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Consequently, the regulatory authority in the new region has limited the willingness to rely on foreign clinical data to approve a new compound. To overcome the issue, in recent years, the bridging studies have become essential and critical for pharmaceutical sponsors to develop a potential new drug.
What is a Bridging Study?According to ICH E5 guideline, a bridging study on a medicine can be defined as an additional study executed in the new region to "build a bridge" with the foreign clinical data on safety, efficacy, and dose response. This bridging of clinical studies is usually made by allowing extrapolation of the foreign clinical trial data to the population in the new region.
In other words, a bridging study is a supplemental study on a medicine that is performed in the new region to build a bridge between the information available from the tests already done and the questions arising from the regulatory authority due to ethnic factors. Bridging studies done to assess the efficacy of new drugs could provide additional drug response data in the population of the new region. A pharmacokinetic study may be accepted as a bridging study too, if the regulatory authority in the new region requires no bridging study to provide clinical data for efficacy.
History of Bridging Study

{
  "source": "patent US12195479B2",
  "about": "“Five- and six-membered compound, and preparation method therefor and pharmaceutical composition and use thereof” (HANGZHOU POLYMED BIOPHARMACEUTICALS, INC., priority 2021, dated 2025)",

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To solve the issue, in 1998, the International Conference on Harmonization (ICH) introduced a guideline (ICH E5) entitled "Ethnic Factors in the Acceptability of Foreign Clinical Data". The ICH E5 guideline proposes a general outline for assessing the impact of ethnic factors upon a medicine’s efficacy, safety, and dose response. A complete clinical data package and a bridging study in the new region are included as the mainstays of the harmonized final document.
The objectives of the ICH E5 guideline are to:
- Evaluate the influence of extrinsic and intrinsic ethnic factors
- Minimize duplication of clinical data
- Facilitate acceptance of foreign clinical data
- Describe the use of bridging studies
Intrinsic and Extrinsic Ethnic Factors
Importance of Bridging StudiesA drug or vaccine may work well in the population of the region where the clinical study is done. However, questions can arise about how it will perform in the different region on a dissimilar ethnic population. The regulatory authority in the new region is therefore required reviewing all the foreign clinical data of the medicine to consider the application for registration. To fulfill the regulatory requirements in the new region, sponsors have often duplicated all or much of the foreign clinical data in support of registration. Moreover, sponsors are requested to perform more clinical studies to satisfy the regulatory authority in the new region.
Although ethnic variations among populations may alter a pharmaceutical compound’s safety, efficacy, or dose response, but many drugs have similar characteristics and effects across regions. Regulatory requirements for duplication of clinical evaluation for every new drug or vaccine can delay the accessibility to new therapies; the requirements can unnecessarily waste resources of drug development, as well. Thus, the concept of bridging studies has brought up to solve the issues inherent to extrinsic factors caused by different ethnicity.